A rare decay could help scientists answer universal questions

MAJORANA

Most of us are familiar with the dark matter experiment taking place in the deep science lab in lead, but few are familiar with the Sanford Underground Lab’s newest project — the Majorana Demonstrator Experiment.

Deep underground, scientists are in search of Neutrino-less Double-Beta Decay, a rare process that may be the key to understanding of the evolution of the universe. Detecting this rare decay requires an ultra clean and radiation-free lab, 4,850 feet underground.

“It’s much cleaner than an operating room, its much, much cleaner than say your office,” said Steve Elliot, scientist at Los Alamos National Lab.

The Majorana Demonstrator Experiment is the first of its kind. The sterile and quiet environment is crucial because the rare events scientists are looking for could be hidden by even the slightest background radiation. Deep underground, Majorana is protected from cosmic radiation, which bombards the surface of the earth.

“We have to remove all radio activity from the detector that we’re building and the environment that we’re in,” said Elliot.

Copper is used to further shield the background radiation.

“So this electroforming process we use to form the copper is one that purifies the copper while you’re doing it, Elliot said.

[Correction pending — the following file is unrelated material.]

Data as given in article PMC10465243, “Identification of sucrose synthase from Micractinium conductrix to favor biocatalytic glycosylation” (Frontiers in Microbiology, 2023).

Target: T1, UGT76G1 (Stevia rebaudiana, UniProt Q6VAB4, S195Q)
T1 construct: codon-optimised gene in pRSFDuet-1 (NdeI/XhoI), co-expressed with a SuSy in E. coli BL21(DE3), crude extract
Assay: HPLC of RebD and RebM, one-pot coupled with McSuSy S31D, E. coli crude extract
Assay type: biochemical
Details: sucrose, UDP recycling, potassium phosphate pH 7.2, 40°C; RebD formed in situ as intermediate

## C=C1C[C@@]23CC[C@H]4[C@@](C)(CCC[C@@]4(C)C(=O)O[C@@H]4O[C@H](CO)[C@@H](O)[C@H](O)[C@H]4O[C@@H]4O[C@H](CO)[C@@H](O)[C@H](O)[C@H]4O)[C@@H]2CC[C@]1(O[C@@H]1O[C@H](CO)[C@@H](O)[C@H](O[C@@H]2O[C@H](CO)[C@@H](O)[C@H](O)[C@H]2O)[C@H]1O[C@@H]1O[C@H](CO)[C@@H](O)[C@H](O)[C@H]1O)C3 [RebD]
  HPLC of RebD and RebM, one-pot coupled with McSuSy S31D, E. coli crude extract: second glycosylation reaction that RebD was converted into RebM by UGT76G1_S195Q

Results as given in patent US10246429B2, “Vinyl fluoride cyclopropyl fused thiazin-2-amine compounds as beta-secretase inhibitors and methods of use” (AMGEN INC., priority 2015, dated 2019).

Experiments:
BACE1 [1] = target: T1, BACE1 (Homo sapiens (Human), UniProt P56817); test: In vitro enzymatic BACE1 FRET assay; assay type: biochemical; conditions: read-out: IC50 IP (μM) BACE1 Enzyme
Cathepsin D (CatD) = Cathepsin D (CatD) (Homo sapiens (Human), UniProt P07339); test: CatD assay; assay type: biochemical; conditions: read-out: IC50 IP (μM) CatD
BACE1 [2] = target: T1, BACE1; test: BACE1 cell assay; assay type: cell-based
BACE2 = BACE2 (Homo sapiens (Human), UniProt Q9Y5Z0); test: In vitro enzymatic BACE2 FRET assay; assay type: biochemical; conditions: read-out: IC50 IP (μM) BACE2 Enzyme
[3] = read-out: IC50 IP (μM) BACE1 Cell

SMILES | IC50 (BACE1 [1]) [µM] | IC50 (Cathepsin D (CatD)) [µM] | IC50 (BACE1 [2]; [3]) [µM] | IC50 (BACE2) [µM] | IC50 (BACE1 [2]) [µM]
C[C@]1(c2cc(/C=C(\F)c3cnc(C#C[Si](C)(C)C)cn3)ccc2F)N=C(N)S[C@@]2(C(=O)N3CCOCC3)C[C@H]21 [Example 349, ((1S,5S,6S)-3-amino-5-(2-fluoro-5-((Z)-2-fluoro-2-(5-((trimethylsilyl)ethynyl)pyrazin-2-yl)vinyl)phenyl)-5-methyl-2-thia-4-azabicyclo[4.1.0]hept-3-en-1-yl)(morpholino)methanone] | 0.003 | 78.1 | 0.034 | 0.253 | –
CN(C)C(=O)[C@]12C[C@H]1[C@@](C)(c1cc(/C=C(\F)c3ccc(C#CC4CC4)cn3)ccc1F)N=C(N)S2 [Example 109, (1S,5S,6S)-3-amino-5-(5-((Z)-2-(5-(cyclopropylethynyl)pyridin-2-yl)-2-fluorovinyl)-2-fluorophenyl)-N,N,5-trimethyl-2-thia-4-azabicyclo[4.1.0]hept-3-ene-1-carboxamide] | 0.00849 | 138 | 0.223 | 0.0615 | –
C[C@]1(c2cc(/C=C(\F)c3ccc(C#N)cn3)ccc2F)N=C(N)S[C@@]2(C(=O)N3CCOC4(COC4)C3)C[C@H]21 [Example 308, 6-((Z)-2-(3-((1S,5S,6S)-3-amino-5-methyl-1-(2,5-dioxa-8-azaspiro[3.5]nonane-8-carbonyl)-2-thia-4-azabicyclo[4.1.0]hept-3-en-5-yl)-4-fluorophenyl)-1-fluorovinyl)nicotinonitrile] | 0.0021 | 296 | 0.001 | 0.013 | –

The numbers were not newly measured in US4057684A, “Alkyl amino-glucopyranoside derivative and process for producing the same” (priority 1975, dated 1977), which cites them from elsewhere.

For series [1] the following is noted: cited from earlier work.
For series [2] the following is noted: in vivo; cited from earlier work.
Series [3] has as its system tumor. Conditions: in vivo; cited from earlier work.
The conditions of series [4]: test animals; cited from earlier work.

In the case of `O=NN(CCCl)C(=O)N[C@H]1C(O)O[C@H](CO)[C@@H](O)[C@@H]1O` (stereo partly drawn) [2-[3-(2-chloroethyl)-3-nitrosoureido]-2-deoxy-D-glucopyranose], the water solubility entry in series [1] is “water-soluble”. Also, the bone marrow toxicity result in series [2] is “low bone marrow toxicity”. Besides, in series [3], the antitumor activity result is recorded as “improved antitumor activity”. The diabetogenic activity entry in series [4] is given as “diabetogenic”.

Scientists will use two layers of copper to protect the detectors which are made from crystal germanium, a semi-metal similar to tin or silicon. The detectors will remain in this cold and quiet environment allowing scientists to collect data they hope will shed some light on what makes up the universe.

“This decay can only take place if neutrinos are their own anti-particles and if that’s true, it might explain why the universe is matter and not a balance of matter and anti-matter,” Eliott said.

Scientists began assembling parts for the Majorana Demonstrator Experiment underground last spring when the Davis Campus opened. Construction of the project will take another 2 years to complete.

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